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The B1M | 9:33
WIND is one of the most important factors that architects and engineers have to consider when designing tall buildings.
While skyscrapers might appear to be highly-strengthened, immovable structures, all tall buildings are in fact designed with a degree of flexibility in mind.
This is principally due to the impact that wind forces - known as “wind loads” - have on a building as it becomes taller. Whilst you might be experiencing a pleasant breeze at street-level, the force of the wind generally grows much stronger the higher up you travel.
While the steel and concrete used in a skyscraper’s superstructure is designed to bend and flex to absorb the impact that these wind loads have, the degree to which the structure is able to move can have a significant impact on the comfort of those inside the building.
When buildings first began to grow tall in the 1890s and 1900s, height limits were imposed - such as those introduced in Chicago - to prevent their masses from blocking sunlight.
In New York City, ordinances were passed that allowed tall buildings to develop on the basis that they were set-back after reaching a certain height.
This allowed sunlight to reach street-level whilst breaking-up the facade and reducing the impact that high winds had on these early towers.
Above: Early skyscrapers used setbacks allow sunlight to reach street level and to reduce the street canyon effect.
By the 1960’s however, larger, box-like skyscrapers began to come to prevalence, bringing with them a whole host of wind load engineering challenges.
The first problem that began to arise was increased wind velocity at street level.
This was principally caused by the “street canyon” phenomenon; an effect that sees large buildings redirect wind down their facades - which effectively act like canyon walls - and funnel it along streets at much higher velocities than in low-rise, suburban areas.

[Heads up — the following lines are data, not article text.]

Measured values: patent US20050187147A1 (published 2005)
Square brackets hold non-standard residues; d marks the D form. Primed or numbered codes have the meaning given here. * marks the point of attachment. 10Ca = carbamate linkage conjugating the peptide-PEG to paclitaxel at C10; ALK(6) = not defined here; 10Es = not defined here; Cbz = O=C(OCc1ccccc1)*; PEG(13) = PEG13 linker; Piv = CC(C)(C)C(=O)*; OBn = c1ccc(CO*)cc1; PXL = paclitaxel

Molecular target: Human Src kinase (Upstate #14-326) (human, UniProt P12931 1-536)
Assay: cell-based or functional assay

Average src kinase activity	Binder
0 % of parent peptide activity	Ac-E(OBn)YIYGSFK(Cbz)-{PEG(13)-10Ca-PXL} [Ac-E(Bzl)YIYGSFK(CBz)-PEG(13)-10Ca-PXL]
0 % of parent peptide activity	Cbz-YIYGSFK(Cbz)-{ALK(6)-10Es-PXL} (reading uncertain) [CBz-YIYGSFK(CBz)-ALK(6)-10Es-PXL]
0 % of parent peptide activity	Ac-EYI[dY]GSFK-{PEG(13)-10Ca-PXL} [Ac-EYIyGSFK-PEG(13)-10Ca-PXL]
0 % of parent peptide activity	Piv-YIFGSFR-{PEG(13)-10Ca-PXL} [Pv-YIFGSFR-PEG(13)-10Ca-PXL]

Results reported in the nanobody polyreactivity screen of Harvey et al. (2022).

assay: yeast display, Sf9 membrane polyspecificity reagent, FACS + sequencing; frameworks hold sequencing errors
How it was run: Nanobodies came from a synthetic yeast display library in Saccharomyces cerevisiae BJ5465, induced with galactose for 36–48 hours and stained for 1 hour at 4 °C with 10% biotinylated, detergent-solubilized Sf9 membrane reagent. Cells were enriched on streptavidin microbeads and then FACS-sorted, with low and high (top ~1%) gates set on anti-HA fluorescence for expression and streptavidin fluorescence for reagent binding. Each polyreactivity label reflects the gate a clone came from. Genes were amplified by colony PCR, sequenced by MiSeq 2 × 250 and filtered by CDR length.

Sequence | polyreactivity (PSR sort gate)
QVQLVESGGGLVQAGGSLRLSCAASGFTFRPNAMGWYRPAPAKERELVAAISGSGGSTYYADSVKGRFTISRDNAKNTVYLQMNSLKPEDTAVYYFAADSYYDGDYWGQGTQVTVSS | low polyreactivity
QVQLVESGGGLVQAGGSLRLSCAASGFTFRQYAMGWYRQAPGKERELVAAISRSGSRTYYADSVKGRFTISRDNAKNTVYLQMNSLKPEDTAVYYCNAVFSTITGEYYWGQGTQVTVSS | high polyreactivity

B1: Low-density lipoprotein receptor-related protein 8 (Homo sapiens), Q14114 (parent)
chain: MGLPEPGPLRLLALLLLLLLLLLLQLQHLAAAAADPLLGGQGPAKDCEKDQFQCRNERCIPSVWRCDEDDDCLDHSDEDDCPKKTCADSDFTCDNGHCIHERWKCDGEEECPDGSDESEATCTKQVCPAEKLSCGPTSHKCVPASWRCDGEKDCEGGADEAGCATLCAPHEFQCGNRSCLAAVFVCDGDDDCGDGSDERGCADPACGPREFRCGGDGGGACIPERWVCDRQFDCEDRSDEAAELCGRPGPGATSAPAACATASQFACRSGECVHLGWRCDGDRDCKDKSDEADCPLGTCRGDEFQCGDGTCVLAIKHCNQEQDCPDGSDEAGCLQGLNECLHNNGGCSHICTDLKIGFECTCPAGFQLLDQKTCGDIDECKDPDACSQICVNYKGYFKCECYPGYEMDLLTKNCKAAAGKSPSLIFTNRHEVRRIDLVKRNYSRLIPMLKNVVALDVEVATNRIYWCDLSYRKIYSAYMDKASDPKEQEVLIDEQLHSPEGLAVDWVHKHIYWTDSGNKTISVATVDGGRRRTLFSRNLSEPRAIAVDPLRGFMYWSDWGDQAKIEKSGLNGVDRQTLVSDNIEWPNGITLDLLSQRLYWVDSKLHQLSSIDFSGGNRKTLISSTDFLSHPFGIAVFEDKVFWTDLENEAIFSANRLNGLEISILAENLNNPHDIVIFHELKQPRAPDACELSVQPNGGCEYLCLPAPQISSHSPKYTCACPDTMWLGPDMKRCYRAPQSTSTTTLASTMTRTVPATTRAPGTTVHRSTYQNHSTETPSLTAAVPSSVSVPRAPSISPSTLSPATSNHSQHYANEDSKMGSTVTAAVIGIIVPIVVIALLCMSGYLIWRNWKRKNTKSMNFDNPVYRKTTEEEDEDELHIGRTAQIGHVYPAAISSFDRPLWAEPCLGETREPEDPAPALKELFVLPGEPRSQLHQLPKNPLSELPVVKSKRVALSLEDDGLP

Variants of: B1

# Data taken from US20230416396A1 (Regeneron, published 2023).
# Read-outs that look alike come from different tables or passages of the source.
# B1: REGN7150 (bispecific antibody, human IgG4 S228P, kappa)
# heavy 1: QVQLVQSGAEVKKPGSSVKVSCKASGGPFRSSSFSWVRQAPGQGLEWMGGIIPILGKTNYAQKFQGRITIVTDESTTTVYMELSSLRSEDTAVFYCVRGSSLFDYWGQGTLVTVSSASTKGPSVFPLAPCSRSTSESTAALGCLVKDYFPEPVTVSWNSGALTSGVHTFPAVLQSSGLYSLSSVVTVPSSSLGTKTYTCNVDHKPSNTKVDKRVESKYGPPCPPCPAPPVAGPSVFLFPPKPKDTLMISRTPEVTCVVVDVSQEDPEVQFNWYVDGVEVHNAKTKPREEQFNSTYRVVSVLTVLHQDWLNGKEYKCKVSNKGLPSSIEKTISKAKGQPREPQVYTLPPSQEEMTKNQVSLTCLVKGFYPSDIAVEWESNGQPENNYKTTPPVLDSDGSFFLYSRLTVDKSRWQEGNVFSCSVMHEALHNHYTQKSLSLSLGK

The street canyon effect was particularly notable in Manhattan where the heavily formalised grid structure of the city blocks offered little to break up and deflect winds once they began to blow.
Additionally, as wind moved around the top of these tall structures, vortices were being created in a process known as vortex shedding.
Above: When wind hits an obstacle like a square building, the flow separates at the corners, creating vortices and a low flow wake region. This flow development results in pressure that creates unsteady loads in hte cross-flow and wind directions (image courtesy of SimScale).
This process - much like water flowing down a stream - acts differently on obstacles depending on how streamlined they are.
In the case of these buildings, their sheer block walls created a “bluff” obstacle that wind had to flow around. As strong winds moved around these structures, areas of low pressure emerged on the opposite side of them, creating suction forces that pulled at the buildings, causing them to sway back and forth.
While any such movement may initially be minimal, high winds can create vortices that can match the frequency of the building they are moving around - causing noticeable swaying and shaking motions for those inside.
This phenomenon led engineers to begin testing models of tall buildings in wind tunnels at design stage, assessing the potential impact of high winds on structures before they were constructed.
By doing this, project teams were able to develop innovative approaches to managing wind loads, reducing their impact on tall buildings and enabling them to rise even higher.
The first and by far simplest way to reduce the impact of high winds on a tall building is with an approach called “corner softening”.
Corner softening sees sharp edges smoothed-off of a structure to make it more aerodynamic, or small cutouts created on the edges of an structure to “scramble” prevailing winds and reduce the strength of the vortices they create.
Above: The Taipei 101 makes use of corner softening while incorporating a traditional aesthetic.
A prominent example is the ornamental design of Taiwan’s Taipei 101, where relatively minor cutouts on the building’s corners reduced movement by as much as 25%.
Tapering a building as it rises also breaks up the uniformity that causes vortex shedding.
Kuala Lumpur’s Petronas Towers and The Shard in London, both use this technique to reduce the effect that high winds have on their structures.